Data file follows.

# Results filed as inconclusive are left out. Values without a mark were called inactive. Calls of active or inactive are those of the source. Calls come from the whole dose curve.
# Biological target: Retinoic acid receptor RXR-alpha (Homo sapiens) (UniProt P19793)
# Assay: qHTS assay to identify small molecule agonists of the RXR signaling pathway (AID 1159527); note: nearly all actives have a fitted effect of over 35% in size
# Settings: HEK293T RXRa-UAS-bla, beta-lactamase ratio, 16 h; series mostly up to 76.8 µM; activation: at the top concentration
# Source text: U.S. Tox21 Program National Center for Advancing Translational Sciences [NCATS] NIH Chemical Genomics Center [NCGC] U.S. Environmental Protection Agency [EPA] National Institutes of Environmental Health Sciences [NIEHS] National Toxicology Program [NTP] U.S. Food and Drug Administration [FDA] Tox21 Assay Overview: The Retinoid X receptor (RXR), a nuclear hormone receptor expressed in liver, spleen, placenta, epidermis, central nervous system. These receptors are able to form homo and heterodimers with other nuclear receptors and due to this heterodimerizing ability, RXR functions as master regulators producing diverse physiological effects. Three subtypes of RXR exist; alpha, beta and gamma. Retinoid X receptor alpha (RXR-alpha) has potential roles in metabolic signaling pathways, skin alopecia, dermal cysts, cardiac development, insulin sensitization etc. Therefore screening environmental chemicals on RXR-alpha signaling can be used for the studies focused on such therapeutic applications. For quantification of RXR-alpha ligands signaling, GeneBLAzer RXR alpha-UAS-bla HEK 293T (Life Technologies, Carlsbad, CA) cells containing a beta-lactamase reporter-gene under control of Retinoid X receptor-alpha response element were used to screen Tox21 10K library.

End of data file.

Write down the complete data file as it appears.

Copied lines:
# Results filed as inconclusive are left out. Values without a mark were called inactive. Calls of active or inactive are those of the source. Calls come from the whole dose curve.
# Biological target: Retinoic acid receptor RXR-alpha (Homo sapiens) (UniProt P19793)
# Assay: qHTS assay to identify small molecule agonists of the RXR signaling pathway (AID 1159527); note: nearly all actives have a fitted effect of over 35% in size
# Settings: HEK293T RXRa-UAS-bla, beta-lactamase ratio, 16 h; series mostly up to 76.8 µM; activation: at the top concentration
# Source text: U.S. Tox21 Program National Center for Advancing Translational Sciences [NCATS] NIH Chemical Genomics Center [NCGC] U.S. Environmental Protection Agency [EPA] National Institutes of Environmental Health Sciences [NIEHS] National Toxicology Program [NTP] U.S. Food and Drug Administration [FDA] Tox21 Assay Overview: The Retinoid X receptor (RXR), a nuclear hormone receptor expressed in liver, spleen, placenta, epidermis, central nervous system. These receptors are able to form homo and heterodimers with other nuclear receptors and due to this heterodimerizing ability, RXR functions as master regulators producing diverse physiological effects. Three subtypes of RXR exist; alpha, beta and gamma. Retinoid X receptor alpha (RXR-alpha) has potential roles in metabolic signaling pathways, skin alopecia, dermal cysts, cardiac development, insulin sensitization etc. Therefore screening environmental chemicals on RXR-alpha signaling can be used for the studies focused on such therapeutic applications. For quantification of RXR-alpha ligands signaling, GeneBLAzer RXR alpha-UAS-bla HEK 293T (Life Technologies, Carlsbad, CA) cells containing a beta-lactamase reporter-gene under control of Retinoid X receptor-alpha response element were used to screen Tox21 10K library.